Raley v. Hyundai Motor Company, Ltd., No. 10-6080 (10th Cir. 2011)Annotate this Case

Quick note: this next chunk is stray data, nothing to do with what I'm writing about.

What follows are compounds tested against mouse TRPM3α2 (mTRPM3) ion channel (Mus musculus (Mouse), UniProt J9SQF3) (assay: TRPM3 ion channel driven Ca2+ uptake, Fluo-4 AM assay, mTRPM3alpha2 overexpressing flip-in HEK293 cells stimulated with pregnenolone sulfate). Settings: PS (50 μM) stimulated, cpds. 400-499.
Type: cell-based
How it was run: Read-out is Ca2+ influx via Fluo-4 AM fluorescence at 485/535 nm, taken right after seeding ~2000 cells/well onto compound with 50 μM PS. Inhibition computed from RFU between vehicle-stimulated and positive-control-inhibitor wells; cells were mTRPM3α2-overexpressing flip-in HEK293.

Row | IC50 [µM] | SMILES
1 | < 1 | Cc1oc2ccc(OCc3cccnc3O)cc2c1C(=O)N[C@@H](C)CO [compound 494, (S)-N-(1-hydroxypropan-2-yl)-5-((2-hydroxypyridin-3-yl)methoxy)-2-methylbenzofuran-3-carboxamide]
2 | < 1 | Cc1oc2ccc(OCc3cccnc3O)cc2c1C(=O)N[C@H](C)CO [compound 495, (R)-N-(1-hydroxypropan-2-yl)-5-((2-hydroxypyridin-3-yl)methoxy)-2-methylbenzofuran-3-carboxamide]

Plaintiff-Appellant Misty Raley brought suit against Hyundai Motor Company (Hyundai) alleging that one of its cars was defectively designed and responsible for injuries she suffered in an accident. Before trial began, Ms. Raley filed a motion to substitute BancFirst in her place as "the real party in interest" and as sole plaintiff in this case. Ms. Raley explained that a state probate court had appointed BancFirst to serve as guardian for her and her minor children. In light of this, all "interest" in the lawsuit had been transferred to the bank, to the exclusion of her and her children. After a "lengthy" trial, Hyundai prevailed. In entering its judgment, the district court mistakenly identified Ms. Raley and not BancFirst as the losing party-plaintiff. To confuse matters further, Ms. Raley then appealed, listing herself as the plaintiff-appellant seeking to undo the judgment. For its part, BancFirst did not appeal. The court caught its error, and amended its judgment. In response, Ms. Raley filed another appeal, still listing herself as plaintiff-appellant. Again, BancFirst filed nothing. "It is this that pose[d] a problem." BancFirst joined Ms. Raley's appeal to the Tenth Circuit without having first filed a notice that it intended to appeal. Ultimately the issue on appeal to the Tenth Circuit was whether a final judgment rendered against someone else can be appealed, "especially when you aren't a named party to the lawsuit and voluntarily left the case long ago." The Court held that generally, and in this case, "the answer is no." There was no appeal from a named party in this case. "[T]he question naturally arises whether Ms. Raley might be allowed to proceed as a party to this appeal even though she was, by the time the district court rendered its rulings, no longer a named party to the district court proceedings. ... She makes no mention of this possibility" in her arguments before the Court. "Where an appellant fails to lead, we have no duty to follow." The Court dismissed the case for lack of jurisdiction.